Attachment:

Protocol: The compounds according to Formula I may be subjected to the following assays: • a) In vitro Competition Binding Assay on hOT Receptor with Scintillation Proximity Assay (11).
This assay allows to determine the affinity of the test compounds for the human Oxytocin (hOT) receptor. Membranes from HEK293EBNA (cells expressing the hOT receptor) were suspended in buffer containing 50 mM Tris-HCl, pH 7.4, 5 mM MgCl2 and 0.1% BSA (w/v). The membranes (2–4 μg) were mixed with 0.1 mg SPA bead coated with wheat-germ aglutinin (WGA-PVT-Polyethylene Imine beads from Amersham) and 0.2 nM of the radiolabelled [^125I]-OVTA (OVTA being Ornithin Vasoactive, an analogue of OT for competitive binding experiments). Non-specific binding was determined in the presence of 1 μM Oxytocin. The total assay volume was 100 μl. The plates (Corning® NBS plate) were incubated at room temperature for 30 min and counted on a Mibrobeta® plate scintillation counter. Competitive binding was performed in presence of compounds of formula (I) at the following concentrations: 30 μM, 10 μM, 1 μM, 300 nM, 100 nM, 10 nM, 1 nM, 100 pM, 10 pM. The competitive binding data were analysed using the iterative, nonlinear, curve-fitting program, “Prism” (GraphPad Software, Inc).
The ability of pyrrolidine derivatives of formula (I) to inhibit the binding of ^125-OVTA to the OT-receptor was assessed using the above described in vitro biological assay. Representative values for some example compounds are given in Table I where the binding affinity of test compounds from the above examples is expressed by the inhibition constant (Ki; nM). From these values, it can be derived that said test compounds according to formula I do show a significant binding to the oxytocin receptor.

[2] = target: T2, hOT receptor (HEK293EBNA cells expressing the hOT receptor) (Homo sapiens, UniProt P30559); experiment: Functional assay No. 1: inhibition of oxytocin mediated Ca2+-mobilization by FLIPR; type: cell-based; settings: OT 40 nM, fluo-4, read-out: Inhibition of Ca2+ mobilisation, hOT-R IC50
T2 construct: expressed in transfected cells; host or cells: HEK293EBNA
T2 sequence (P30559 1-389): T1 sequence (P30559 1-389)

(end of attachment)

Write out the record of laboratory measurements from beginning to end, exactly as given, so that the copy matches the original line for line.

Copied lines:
Protocol: The compounds according to Formula I may be subjected to the following assays: • a) In vitro Competition Binding Assay on hOT Receptor with Scintillation Proximity Assay (11).
This assay allows to determine the affinity of the test compounds for the human Oxytocin (hOT) receptor. Membranes from HEK293EBNA (cells expressing the hOT receptor) were suspended in buffer containing 50 mM Tris-HCl, pH 7.4, 5 mM MgCl2 and 0.1% BSA (w/v). The membranes (2–4 μg) were mixed with 0.1 mg SPA bead coated with wheat-germ aglutinin (WGA-PVT-Polyethylene Imine beads from Amersham) and 0.2 nM of the radiolabelled [^125I]-OVTA (OVTA being Ornithin Vasoactive, an analogue of OT for competitive binding experiments). Non-specific binding was determined in the presence of 1 μM Oxytocin. The total assay volume was 100 μl. The plates (Corning® NBS plate) were incubated at room temperature for 30 min and counted on a Mibrobeta® plate scintillation counter. Competitive binding was performed in presence of compounds of formula (I) at the following concentrations: 30 μM, 10 μM, 1 μM, 300 nM, 100 nM, 10 nM, 1 nM, 100 pM, 10 pM. The competitive binding data were analysed using the iterative, nonlinear, curve-fitting program, “Prism” (GraphPad Software, Inc).
The ability of pyrrolidine derivatives of formula (I) to inhibit the binding of ^125-OVTA to the OT-receptor was assessed using the above described in vitro biological assay. Representative values for some example compounds are given in Table I where the binding affinity of test compounds from the above examples is expressed by the inhibition constant (Ki; nM). From these values, it can be derived that said test compounds according to formula I do show a significant binding to the oxytocin receptor.

[2] = target: T2, hOT receptor (HEK293EBNA cells expressing the hOT receptor) (Homo sapiens, UniProt P30559); experiment: Functional assay No. 1: inhibition of oxytocin mediated Ca2+-mobilization by FLIPR; type: cell-based; settings: OT 40 nM, fluo-4, read-out: Inhibition of Ca2+ mobilisation, hOT-R IC50
T2 construct: expressed in transfected cells; host or cells: HEK293EBNA
T2 sequence (P30559 1-389): T1 sequence (P30559 1-389)